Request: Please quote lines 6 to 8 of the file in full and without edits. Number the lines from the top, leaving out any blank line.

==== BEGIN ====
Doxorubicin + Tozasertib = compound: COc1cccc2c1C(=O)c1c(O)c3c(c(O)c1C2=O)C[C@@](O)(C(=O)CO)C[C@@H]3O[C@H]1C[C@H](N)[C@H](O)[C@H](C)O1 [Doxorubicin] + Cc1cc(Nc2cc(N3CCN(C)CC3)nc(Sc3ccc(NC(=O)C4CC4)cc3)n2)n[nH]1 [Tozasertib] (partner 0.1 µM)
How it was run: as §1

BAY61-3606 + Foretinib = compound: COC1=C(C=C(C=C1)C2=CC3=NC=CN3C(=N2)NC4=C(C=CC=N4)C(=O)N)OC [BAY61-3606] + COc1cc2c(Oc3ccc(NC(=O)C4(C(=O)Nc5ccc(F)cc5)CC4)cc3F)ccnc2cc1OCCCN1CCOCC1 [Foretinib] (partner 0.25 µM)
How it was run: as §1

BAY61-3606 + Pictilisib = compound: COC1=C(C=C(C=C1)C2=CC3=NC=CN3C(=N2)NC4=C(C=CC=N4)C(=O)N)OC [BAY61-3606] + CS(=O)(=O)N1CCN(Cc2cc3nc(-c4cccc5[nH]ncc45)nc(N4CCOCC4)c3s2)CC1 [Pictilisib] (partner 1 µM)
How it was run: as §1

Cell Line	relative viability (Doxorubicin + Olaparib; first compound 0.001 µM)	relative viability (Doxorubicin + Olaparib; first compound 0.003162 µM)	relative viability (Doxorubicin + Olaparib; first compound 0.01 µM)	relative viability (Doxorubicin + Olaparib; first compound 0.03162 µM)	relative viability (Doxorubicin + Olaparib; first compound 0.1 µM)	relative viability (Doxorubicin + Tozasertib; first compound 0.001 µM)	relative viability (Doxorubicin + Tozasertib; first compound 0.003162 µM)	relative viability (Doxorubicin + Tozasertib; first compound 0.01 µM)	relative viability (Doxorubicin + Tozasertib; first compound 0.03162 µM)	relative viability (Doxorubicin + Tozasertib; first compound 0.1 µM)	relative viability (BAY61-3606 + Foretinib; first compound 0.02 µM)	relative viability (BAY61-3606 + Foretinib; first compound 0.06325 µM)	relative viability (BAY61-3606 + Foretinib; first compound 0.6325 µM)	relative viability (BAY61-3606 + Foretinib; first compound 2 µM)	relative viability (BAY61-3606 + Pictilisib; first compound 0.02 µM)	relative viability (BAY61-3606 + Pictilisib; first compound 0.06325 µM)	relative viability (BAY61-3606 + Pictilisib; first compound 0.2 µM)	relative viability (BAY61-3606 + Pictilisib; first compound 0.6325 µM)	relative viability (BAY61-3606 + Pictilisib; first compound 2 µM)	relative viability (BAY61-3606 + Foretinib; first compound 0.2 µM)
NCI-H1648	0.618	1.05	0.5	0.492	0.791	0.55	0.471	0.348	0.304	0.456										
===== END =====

How it was run: as §1

Cell Line	relative viability (Doxorubicin + Olaparib; first compound 0.001 µM)	relative viability (Doxorubicin + Olaparib; first compound 0.003162 µM)	relative viability (Doxorubicin + Olaparib; first compound 0.01 µM)	relative viability (Doxorubicin + Olaparib; first compound 0.03162 µM)	relative viability (Doxorubicin + Olaparib; first compound 0.1 µM)	relative viability (Doxorubicin + Tozasertib; first compound 0.001 µM)	relative viability (Doxorubicin + Tozasertib; first compound 0.003162 µM)	relative viability (Doxorubicin + Tozasertib; first compound 0.01 µM)	relative viability (Doxorubicin + Tozasertib; first compound 0.03162 µM)	relative viability (Doxorubicin + Tozasertib; first compound 0.1 µM)	relative viability (BAY61-3606 + Foretinib; first compound 0.02 µM)	relative viability (BAY61-3606 + Foretinib; first compound 0.06325 µM)	relative viability (BAY61-3606 + Foretinib; first compound 0.6325 µM)	relative viability (BAY61-3606 + Foretinib; first compound 2 µM)	relative viability (BAY61-3606 + Pictilisib; first compound 0.02 µM)	relative viability (BAY61-3606 + Pictilisib; first compound 0.06325 µM)	relative viability (BAY61-3606 + Pictilisib; first compound 0.2 µM)	relative viability (BAY61-3606 + Pictilisib; first compound 0.6325 µM)	relative viability (BAY61-3606 + Pictilisib; first compound 2 µM)	relative viability (BAY61-3606 + Foretinib; first compound 0.2 µM)
NCI-H1648	0.618	1.05	0.5	0.492	0.791	0.55	0.471	0.348	0.304	0.456										